Step 4: Acoustic Vs Electronic Cymbals

This has been another issue for debate.
Many purists will refuse to play anything other than acoustic cymbals.
I can't blame them having played acoustic drums for over 20 years myself.
I'ts hard to replicate the nuances of the real thing with rubber and electronics.
I bet that argument is pretty similar to the one they must have had when only acoustic guitars existed and somebody "dared" to mention an "electric" guitar. Many years have passed and now both types of guitars coexist peacefully and in total harmony. (no pun intended). Many years have also passed since the first electronic sets and cymbals were created and today's market is full of excellent choices, that's is not to say that DIY'ers are left out. I will soon post a tutorial on making your own electronic cymbals with different variations and detailed explanations of course.
The pictures below show two different types of electronic cymbals
The Alesis cymbals are brass (real cymbals) covered with a coating that mutes their acoustic sound but retains the look and feel.
The Pintech are rubber (they have different models at different prices)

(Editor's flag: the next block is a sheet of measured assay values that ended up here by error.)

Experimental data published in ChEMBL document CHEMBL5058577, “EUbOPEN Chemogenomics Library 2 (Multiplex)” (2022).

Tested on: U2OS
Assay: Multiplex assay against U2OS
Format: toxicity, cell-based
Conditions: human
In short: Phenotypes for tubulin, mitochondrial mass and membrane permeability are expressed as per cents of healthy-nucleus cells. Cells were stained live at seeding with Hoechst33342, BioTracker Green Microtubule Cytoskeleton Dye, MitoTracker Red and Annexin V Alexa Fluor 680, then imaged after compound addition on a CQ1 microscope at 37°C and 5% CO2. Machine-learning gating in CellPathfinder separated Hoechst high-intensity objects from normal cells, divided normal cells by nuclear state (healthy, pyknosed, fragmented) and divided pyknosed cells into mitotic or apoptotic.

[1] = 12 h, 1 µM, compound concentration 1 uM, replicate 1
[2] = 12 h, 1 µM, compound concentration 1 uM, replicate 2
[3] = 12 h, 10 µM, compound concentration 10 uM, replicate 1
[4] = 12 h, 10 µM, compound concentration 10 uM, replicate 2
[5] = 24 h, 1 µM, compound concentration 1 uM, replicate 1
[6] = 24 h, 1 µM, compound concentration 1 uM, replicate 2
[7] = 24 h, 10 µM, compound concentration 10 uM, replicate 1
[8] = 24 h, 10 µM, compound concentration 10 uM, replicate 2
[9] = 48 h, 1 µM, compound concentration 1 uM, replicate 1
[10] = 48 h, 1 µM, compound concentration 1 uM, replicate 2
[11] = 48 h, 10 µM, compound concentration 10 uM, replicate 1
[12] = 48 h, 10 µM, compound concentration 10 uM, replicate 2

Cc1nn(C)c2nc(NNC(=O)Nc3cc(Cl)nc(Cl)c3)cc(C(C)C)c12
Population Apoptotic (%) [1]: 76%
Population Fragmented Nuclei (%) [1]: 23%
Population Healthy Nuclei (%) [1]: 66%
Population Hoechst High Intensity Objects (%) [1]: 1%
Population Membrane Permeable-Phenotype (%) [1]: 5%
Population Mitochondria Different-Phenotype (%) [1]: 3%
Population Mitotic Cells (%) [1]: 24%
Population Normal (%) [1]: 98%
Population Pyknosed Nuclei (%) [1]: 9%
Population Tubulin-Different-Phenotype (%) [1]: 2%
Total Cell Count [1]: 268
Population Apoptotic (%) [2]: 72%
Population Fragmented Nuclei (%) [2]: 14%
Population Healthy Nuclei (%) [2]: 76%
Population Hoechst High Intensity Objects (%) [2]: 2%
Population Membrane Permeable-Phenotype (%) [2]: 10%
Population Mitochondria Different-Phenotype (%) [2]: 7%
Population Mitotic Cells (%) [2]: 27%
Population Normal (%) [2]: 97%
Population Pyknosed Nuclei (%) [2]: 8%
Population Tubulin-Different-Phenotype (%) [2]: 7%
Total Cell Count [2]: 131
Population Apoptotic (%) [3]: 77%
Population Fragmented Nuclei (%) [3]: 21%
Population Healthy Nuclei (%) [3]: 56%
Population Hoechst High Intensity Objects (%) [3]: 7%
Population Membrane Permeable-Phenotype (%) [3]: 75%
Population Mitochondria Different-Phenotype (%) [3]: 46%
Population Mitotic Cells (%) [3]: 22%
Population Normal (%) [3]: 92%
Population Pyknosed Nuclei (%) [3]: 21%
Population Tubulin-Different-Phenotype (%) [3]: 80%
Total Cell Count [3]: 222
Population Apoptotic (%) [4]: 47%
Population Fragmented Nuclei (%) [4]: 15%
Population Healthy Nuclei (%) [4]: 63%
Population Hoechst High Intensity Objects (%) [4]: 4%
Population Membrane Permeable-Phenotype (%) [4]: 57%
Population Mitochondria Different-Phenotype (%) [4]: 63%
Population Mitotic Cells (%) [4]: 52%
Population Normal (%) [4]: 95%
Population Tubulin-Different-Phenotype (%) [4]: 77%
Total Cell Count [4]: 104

quieter than the brass cymbals but if you are going for looks then brass is the way to go.
There are many ways to convert an acoustic cymbal into an electronic one, YouTube is full of DIY'er examples on that subject.

<p>Hello, can you upload a draw of a 3 zone ride please and how to build it, because i search everywere and i dont know how to do it. Thanks for the help!!</p>
<p>I am not sure on how to do that but in the Toontrack website there are quite a lot of tutorials on how to do that, you need to sign up to see them, but you can check out this: </p><p><a href="http://www.google.com/imgres?imgurl=http%3A%2F%2Fi78.photobucket.com%2Falbums%2Fj116%2Fdmkpo%2F3-zone%252520ride%2FMYTHREEZONE.jpg&imgrefurl=http%3A%2F%2Fwww.vdrums.com%2Fforum%2Fforum%2Fadvanced%2Fdiy%2F40865-my-three-zone-ride-w-choke-stealth&h=487&w=540&tbnid=NA-7BILqbWthiM%3A&zoom=1&docid=nNaL8k3AGKJDRM&ei=lsivU7_jFoqFogThkoHAAw&tbm=isch&ved=0CB8QMygBMAE&iact=rc&uact=3&dur=1200&page=1&start=0&ndsp=24" rel="nofollow">http://www.google.com/imgres?imgurl=http%3A%2F%2Fi...</a></p><p>or this: </p><p><iframe allowfullscreen="" frameborder="0" height="281" src="//www.youtube.com/embed/W6HjxoNGhEU" width="500"></iframe></p>
<br>it is realy wonderful i wish to have it made by me <br>but <br>sir my question is <br>how to use STEAVEN STEL DRUM SOFTWQRE &amp; ASIO WITH WITH HOME MADE ELECTRONIC PAD . PLEASE HELP ME SIR <br> <br> <br> MAHESH a drummer <br> <br> <br>